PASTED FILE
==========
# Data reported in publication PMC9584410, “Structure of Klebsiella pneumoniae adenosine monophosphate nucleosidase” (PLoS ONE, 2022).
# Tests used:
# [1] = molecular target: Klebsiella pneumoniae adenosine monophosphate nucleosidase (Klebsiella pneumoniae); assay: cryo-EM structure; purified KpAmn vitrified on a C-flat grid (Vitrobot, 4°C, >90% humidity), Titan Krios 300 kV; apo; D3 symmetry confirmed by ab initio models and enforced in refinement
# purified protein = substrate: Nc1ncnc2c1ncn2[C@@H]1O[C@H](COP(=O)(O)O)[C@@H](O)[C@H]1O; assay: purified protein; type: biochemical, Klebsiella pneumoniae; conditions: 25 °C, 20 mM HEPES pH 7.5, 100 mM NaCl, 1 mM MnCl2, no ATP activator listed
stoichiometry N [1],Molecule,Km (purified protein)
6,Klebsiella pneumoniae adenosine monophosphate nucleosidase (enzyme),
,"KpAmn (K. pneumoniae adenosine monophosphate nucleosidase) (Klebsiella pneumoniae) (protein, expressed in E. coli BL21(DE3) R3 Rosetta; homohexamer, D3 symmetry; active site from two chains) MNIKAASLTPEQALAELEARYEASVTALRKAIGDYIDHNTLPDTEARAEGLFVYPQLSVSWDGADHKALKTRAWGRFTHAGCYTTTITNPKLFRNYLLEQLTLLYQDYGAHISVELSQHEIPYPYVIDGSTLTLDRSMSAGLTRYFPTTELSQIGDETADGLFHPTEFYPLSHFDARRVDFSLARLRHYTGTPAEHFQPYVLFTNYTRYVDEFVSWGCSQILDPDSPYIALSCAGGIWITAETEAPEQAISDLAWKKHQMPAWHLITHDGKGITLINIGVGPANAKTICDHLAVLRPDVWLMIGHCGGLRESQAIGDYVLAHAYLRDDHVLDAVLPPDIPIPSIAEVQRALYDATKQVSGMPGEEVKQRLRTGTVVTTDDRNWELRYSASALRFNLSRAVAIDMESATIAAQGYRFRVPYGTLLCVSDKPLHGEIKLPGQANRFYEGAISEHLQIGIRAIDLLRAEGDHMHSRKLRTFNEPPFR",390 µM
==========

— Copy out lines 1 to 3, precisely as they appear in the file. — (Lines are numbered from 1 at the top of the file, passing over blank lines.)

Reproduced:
# Data reported in publication PMC9584410, “Structure of Klebsiella pneumoniae adenosine monophosphate nucleosidase” (PLoS ONE, 2022).
# Tests used:
# [1] = molecular target: Klebsiella pneumoniae adenosine monophosphate nucleosidase (Klebsiella pneumoniae); assay: cryo-EM structure; purified KpAmn vitrified on a C-flat grid (Vitrobot, 4°C, >90% humidity), Titan Krios 300 kV; apo; D3 symmetry confirmed by ab initio models and enforced in refinement